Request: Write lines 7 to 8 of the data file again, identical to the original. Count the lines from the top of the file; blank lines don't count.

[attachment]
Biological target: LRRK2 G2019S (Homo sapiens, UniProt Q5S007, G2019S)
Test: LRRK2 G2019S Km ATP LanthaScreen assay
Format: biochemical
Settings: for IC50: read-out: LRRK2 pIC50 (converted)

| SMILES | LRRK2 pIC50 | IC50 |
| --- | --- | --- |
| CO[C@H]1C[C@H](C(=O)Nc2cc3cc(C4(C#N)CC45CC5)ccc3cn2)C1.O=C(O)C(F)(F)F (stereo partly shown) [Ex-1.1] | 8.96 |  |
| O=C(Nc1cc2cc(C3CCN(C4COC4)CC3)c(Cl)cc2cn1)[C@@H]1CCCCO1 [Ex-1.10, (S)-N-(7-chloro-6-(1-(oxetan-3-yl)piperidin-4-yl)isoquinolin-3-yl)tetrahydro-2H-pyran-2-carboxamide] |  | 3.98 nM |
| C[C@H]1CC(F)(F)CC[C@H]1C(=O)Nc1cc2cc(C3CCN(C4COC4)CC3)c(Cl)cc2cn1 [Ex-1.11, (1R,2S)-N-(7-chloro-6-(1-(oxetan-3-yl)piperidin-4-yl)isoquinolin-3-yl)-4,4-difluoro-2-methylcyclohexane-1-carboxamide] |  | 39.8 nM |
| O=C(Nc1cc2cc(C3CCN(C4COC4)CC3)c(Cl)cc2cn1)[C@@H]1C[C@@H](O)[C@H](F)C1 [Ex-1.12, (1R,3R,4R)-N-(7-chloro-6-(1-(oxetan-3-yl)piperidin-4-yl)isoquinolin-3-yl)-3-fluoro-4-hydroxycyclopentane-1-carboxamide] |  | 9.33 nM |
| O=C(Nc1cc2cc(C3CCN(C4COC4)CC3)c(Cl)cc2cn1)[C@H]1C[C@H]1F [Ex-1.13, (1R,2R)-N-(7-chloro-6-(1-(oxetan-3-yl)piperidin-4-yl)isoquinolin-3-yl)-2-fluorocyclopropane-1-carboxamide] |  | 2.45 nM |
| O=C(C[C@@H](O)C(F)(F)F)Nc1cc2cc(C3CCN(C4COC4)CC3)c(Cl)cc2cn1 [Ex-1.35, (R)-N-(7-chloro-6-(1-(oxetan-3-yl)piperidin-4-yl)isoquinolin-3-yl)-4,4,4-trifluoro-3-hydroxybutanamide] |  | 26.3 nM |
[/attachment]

| CO[C@H]1C[C@H](C(=O)Nc2cc3cc(C4(C#N)CC45CC5)ccc3cn2)C1.O=C(O)C(F)(F)F (stereo partly shown) [Ex-1.1] | 8.96 |  |
| O=C(Nc1cc2cc(C3CCN(C4COC4)CC3)c(Cl)cc2cn1)[C@@H]1CCCCO1 [Ex-1.10, (S)-N-(7-chloro-6-(1-(oxetan-3-yl)piperidin-4-yl)isoquinolin-3-yl)tetrahydro-2H-pyran-2-carboxamide] |  | 3.98 nM |